Individually, engineers own a set of metrics that they are responsible for analyzing, reporting, and developing a product roadmap against. We also believe in self-serve analytics. Regardless of job title, everyone in the company analyzes data.
We’re on a quest to build 2,000 stores.
At Local Kitchens, we’re helping local restaurants expand to new cities thanks to our network of micro food halls and we’re elevating fast food selection for families in suburban communities. We’re starting from a world-class guest experience and working backwards from there. Since building in the physical world is traditionally slow – and guests’ expectations are constantly increasing – speed is our most controllable advantage in leading the market. Therefore, we have a bias for action – we beg for forgiveness instead of asking permission! We often put in long hours in pursuit of improving the guest experience, because that's our biggest differentiator.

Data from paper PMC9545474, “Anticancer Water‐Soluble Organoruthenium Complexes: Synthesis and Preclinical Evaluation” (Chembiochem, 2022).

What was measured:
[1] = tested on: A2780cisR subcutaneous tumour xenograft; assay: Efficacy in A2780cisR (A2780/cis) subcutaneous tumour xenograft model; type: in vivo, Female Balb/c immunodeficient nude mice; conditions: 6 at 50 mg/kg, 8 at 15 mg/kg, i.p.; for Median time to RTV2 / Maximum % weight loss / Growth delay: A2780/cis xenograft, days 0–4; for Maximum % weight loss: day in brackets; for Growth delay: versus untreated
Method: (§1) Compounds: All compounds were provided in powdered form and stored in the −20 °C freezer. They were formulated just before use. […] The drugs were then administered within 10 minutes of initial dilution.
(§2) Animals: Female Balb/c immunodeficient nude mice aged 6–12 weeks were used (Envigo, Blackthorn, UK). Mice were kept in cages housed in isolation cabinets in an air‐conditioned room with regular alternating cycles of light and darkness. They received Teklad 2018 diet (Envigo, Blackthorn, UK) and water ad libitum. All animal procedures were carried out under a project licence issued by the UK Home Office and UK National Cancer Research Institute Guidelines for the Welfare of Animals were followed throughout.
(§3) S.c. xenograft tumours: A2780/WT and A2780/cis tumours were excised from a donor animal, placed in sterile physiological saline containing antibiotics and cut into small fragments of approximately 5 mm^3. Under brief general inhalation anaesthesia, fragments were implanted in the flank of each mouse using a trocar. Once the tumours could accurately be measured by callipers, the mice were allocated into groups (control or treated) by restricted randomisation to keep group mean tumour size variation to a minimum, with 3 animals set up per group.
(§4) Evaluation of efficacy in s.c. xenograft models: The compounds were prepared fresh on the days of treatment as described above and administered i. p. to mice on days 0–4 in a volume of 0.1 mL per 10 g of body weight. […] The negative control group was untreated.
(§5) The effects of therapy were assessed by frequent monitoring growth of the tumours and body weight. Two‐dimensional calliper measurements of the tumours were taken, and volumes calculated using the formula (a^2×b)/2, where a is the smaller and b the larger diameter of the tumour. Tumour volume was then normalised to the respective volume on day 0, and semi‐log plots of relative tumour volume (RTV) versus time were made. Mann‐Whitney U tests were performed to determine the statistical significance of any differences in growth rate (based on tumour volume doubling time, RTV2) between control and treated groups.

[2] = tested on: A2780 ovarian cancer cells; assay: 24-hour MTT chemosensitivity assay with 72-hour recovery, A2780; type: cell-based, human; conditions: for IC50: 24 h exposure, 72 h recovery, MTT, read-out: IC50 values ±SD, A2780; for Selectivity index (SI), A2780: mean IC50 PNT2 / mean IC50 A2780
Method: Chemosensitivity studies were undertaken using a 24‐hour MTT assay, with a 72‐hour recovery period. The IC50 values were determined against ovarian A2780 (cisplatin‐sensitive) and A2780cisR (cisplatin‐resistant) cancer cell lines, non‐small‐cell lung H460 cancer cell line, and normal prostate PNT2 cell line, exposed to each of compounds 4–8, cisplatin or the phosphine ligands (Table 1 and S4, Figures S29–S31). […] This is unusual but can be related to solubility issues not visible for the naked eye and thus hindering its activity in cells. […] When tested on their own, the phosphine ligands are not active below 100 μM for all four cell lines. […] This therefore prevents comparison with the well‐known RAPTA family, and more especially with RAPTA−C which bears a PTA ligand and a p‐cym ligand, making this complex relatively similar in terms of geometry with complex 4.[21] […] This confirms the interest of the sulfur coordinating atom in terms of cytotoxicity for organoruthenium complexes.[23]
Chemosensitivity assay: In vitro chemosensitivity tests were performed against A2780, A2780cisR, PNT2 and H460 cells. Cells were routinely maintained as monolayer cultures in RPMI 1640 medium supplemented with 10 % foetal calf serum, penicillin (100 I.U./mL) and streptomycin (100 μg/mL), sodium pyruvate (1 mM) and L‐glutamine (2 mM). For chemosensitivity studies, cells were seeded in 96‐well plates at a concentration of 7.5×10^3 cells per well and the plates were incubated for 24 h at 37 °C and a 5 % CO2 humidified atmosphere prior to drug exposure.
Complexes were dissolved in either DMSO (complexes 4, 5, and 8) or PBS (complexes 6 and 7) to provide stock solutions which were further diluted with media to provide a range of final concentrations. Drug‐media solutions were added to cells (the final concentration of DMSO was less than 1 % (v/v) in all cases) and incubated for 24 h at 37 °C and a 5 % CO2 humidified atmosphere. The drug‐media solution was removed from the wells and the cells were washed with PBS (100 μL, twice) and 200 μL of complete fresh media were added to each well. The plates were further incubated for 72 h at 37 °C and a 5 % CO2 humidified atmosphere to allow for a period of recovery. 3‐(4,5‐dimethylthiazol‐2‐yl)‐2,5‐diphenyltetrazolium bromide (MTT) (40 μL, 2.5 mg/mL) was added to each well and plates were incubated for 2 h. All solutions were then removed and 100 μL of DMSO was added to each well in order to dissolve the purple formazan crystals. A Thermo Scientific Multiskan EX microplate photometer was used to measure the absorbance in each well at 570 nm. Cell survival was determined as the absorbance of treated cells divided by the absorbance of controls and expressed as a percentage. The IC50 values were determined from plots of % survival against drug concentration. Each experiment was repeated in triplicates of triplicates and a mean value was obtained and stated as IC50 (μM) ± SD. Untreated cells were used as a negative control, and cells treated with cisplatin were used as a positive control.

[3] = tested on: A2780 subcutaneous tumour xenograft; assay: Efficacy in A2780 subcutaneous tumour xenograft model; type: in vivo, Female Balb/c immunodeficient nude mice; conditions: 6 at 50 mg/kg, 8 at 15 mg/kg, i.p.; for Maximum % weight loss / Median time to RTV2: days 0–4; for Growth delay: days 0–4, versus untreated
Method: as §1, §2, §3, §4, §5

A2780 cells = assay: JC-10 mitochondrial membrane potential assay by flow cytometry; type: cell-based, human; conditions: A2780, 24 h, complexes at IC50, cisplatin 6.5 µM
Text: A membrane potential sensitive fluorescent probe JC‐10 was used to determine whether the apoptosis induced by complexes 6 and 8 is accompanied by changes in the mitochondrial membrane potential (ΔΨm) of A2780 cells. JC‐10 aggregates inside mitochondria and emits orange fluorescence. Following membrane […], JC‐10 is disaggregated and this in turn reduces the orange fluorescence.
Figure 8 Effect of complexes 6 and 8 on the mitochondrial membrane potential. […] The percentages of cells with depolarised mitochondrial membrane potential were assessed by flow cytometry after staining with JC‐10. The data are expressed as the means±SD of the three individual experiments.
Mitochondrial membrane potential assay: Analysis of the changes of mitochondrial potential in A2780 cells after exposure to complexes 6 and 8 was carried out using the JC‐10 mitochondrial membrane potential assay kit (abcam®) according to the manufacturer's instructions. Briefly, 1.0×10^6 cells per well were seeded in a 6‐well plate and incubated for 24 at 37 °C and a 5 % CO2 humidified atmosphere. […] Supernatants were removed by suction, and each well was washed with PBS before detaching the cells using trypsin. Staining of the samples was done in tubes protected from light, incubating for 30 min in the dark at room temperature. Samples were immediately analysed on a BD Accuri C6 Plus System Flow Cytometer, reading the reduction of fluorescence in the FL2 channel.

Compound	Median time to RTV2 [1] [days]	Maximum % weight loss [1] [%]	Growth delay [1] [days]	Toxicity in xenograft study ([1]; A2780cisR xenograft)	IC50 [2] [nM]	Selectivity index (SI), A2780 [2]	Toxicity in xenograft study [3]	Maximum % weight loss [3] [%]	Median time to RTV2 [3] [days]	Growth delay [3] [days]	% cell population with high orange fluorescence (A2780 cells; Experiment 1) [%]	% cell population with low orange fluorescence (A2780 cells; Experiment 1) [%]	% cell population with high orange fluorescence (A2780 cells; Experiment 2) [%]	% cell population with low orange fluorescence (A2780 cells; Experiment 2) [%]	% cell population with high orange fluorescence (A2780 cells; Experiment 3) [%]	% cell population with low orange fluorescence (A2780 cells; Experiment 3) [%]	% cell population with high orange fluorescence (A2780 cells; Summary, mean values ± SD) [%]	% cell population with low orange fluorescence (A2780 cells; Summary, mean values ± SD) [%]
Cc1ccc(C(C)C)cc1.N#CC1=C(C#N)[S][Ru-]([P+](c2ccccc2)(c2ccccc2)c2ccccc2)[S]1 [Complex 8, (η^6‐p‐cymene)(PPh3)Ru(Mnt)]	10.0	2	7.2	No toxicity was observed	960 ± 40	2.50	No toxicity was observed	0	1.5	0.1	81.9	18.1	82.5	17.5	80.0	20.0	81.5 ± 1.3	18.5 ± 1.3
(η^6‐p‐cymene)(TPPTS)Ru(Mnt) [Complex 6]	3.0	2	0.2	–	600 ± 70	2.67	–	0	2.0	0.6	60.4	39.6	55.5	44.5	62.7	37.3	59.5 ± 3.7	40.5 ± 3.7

In just one year, we’ve built web ordering, an in-store kiosk, a mobile app, a Kitchen Display System, and a fleet of third-party integrations and software amounting to our KitchenOS. We’ve done all this with a small team of four, deploying to production many times per day. In order to move fast, we believe in empowering engineers with decision-making autonomy in their domain. It’s an exciting time to join the team. We closed a $25M Series A in 2021, ramped to $10 million in sales within one year, and are planning to build 2,000 stores by 2030.
We go where the work is!